March 09, 2015

School Uniforms - Should They Be Abolished

School Uniforms - Should They Be Abolished

English Essay on "School Uniforms - Should They Be Abolished"

One often hears some boys and girls clamouring for the abolition of school uniforms. They argue that they have to spend much more than is absolutely necessary, on buying different kinds of clothes for home and school. They say that uniforms cost more than ordinary clothes of similar materials. Another objection is that uniforms look embarrassing.
A uniform, its very name signifies, helps create uniformity in school and in classrooms. All pupils, regardless of the financial positions of their parents, are dressed alike. Consequently, the disparity of wealth and social status among their families is hardly apparent at school. For this reason, it is important too, that no pupils are allowed to wear ornaments or expensive watches to school.
Just as the flag represents a unit of the armed forces, the uniform represents a school. While wearing the uniform, we are constantly reminded of the honor arid glory of our school, which it is our sacred duty to uphold and enhance. We are not easily tempted to do anything unbecoming on our part, lest we should tarnish the bright name of our school.
If the school authorities did not object to all types of dress being worn to school, boys in tight trousers and all types of hair-cuts, and girls in jeans and unconventional hair-styles, would rob the school of all 'its dignity and honor, reducing it to the status of an amusement park. Besides, it would develop, in the pupils, the habits of irresponsible extravagance. They would try to outdo each other in style and grandeur of dress.
It is very important that school children are prevented from wearing fancy dresses. Such dresses will hardly create an atmosphere conducive to learning. Besides it is necessary for the children of every generation to behave respectably even in matters of dress. Only then will they grow into respectable citizens of tomorrow. Can we prevent our youth from falling, a prey to teddies’ if we let them wear the clothes normally worn by thugs and robbers-in real life or on the screen.( There is not much weight in the argument that school uniforms should be abolished because they entail extra expenditure. One sees no reason why wearing a uniform to school and ordinary clothes at home should cost anybody anything more than wearing the same types of dress at both these places. Everybody needs at least two changes of dress and pupils, to avoid extra expenditure, can do with one uniform and one ordinary dress for home. The uniform may be washed when the pupil is at home and the other dress, when he is at school.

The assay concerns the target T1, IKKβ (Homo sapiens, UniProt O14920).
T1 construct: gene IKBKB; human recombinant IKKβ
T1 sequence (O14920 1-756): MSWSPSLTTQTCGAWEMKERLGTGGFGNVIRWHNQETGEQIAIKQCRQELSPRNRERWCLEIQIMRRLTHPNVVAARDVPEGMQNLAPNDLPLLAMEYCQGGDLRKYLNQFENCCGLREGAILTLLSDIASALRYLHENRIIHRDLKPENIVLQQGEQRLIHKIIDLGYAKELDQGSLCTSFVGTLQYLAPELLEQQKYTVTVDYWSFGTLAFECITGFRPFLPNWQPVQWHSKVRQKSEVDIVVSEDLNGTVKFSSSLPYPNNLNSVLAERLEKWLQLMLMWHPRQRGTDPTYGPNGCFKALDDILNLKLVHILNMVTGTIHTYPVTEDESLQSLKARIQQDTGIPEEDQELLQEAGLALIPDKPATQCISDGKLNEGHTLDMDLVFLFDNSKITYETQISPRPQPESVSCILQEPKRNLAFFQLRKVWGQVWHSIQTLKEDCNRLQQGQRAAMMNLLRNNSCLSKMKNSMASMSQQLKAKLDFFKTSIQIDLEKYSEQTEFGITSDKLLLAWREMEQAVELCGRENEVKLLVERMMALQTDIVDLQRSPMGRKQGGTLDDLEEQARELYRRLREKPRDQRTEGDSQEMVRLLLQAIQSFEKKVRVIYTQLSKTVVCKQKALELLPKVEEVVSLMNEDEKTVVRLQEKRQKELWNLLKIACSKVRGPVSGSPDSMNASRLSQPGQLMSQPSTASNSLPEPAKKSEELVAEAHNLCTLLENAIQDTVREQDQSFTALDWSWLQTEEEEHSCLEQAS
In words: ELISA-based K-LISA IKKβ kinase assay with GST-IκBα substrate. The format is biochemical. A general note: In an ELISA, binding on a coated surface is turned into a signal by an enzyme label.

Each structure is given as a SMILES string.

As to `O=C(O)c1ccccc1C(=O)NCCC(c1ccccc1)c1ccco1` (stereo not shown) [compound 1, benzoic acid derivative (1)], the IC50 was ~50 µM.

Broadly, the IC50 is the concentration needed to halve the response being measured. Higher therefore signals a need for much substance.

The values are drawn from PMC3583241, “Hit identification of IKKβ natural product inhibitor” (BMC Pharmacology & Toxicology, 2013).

A uniform should not cost more than an ordinary dress of similar material. If such a situation does arise it does so r because the school authorities concerned are not doing their duty. Once a particular type of cloth is needed by a thousand or more persons for a few changes of dress for each, the shopkeepers are sure to raise the price. Similarly, the tailors are likely to raise the stitching charges. The school can help by buying the cloth or ready-made uniforms in bulk and selling them at reasonable prices.
As regards the objection that uniforms look embarrassing, it is pointed out that no uniform should be embarrassing unless it has been designed with an. idea of revenge or punishment, for example, the uniform for prisoners. If some pupils do not like to wear their uniforms even if they are attractive and dignified, the fault is in them and not in the uniform. And they will benefit in the long run, they are helped to grow out of such an absurd attitude.

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